Each pair of shoes is attached to an American flag. The display consists of various sizes and types of shoes – men’s, women’s, and children’s. The station received a total of 6,000 pairs of shoes, all of which will be donated to charity after the memorial, said Garibay-Weiss.
According to Garibay-Weiss, Star 99.1 reaches over 16 million people. The station has been encouraging shoe donations and promoting the event for months.
The Thompson family, of Jackson Township, heard about the memorial from Star 99.1 and drove almost a half-hour to visit it.
Gesturing to her son and daughter, Mrs. Thompson said, “We’re here mostly to keep our kids aware of what happened at the attacks.”
Her 14-year-old daughter recounted a vivid memory of watching the September 11, 2001 attacks on television. She had been four years old at the time, and her brother had not been born yet.
“This has to stay fresh,” said Mrs. Thompson. “We have to keep hope and be proud of our country, and we have to celebrate the lives.”
Another Star 99.1 listener, Caroline Morano from Spring Lake, also visited the memorial.
“I didn’t lose anybody, but it has deeply affected me,” she said, placing her camera down. “Just imagining the amount of people, babies on planes…”
Wiping tears from her eyes, Morano told the story of when she fell down a flight of stairs and broke her jaw. She said she does not remember the pain because she lost consciousness before hitting the ground.
“God took me before I had to suffer, and I know that’s what God did for these people. It’s the only thing that keeps me going,” she said.
Morano called the memorial wonderful and said that it should be done in other places.
“We just need to continue to forgive, to love, and to live,” she said.
According to Director of Facilities and Production of the Ocean Grove Camp Meeting Association Christopher Flynn, the town was proud to host the event.
“For 142 years our mission has been to provide opportunities for spiritual birth, growth, and renewal in a Christian, seaside setting,” said Flynn. “This is the kind of thing that is very congruous to our mission.”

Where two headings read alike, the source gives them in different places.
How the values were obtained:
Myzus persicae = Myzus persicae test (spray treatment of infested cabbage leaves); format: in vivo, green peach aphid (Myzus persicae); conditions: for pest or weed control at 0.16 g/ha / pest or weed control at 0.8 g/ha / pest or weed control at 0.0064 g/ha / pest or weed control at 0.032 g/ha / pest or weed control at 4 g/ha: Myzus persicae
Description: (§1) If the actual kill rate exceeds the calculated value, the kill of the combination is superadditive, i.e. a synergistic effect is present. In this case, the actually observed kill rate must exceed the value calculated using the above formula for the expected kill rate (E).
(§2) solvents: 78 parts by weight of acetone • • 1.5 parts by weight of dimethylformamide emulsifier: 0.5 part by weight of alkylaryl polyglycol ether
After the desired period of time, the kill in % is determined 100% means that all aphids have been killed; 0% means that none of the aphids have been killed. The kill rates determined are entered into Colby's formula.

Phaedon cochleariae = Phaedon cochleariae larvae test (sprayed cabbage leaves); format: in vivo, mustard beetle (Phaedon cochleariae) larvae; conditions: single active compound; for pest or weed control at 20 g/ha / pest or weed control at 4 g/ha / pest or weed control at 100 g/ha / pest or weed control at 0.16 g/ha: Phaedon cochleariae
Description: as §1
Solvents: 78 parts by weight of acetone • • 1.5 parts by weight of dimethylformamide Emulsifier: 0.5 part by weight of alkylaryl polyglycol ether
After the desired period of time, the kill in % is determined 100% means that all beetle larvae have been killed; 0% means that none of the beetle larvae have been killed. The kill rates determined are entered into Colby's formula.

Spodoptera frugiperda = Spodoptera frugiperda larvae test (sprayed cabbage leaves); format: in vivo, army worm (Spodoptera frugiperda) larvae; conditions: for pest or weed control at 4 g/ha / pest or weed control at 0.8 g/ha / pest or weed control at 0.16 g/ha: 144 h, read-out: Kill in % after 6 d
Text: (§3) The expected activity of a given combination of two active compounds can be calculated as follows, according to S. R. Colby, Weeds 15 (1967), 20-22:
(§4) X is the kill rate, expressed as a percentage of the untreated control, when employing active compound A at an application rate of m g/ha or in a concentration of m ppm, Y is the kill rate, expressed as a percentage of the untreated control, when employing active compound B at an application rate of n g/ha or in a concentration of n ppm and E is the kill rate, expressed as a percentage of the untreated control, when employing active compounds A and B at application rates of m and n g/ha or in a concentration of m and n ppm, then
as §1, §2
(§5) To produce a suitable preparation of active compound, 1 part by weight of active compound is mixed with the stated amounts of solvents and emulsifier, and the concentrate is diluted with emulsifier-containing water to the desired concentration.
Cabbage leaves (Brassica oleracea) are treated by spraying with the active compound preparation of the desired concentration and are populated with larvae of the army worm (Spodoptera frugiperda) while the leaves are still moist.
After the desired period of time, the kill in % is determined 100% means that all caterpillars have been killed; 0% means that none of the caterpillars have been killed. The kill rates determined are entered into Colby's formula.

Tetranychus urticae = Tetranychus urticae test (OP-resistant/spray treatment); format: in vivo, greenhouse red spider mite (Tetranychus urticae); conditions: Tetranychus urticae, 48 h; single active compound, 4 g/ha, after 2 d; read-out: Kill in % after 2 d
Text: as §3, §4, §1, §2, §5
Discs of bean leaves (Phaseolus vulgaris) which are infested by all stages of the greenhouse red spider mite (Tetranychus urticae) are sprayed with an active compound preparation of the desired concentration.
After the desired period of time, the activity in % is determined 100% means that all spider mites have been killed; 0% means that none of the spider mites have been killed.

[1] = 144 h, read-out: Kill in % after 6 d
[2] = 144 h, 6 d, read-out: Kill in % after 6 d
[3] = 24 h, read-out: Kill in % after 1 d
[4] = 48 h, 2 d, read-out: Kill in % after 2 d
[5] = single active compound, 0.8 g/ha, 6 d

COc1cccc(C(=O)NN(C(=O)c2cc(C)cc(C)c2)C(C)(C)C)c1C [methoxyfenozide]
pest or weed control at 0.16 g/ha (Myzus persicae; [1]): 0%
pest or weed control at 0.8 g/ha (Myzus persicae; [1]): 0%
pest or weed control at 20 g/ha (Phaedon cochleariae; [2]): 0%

As a result, Flynn said the town has had an ongoing relationship with Star 99.1.
Originally the Empty Shoe Memorial was supposed to be located on Somerset Christian College and the campus of Zarephath Christian Church where Star 99.1 FM is located. However, when hurricane Irene destroyed the campus, Garibay Weiss said the station decided Ocean Grove “would be the perfect place.”
According to Flynn, the 9/11 memorial has caused a significant amount of pedestrian traffic. Police officers from London, England are supposedly making their way into Ocean Grove to aid in this weekend’s activities, including a morning worship service and a September 11Remembrance Service, held at 7:30 p.m. Sunday in the Great Auditorium.
Ocean Grove resident and Communications High School student Mary Badger walked by the memorial on Wed. Sept. 7 when Star 99.1 was setting up the display.
“It’s a good way to visualize how many people were affected,” she said.
Although Ocean Grove has invited the station to do a similar event in the future, Garibay-Weiss is unsure of whether or not they will accept the offer for next year.
“It’s important to never forget, but it’s also important to move forward,” said Garibay-Weiss. “Big events like this have a tendency to become a day, rather than about the individual lives. We’re here to commemorate the people.”
By AISLINN BRENNAN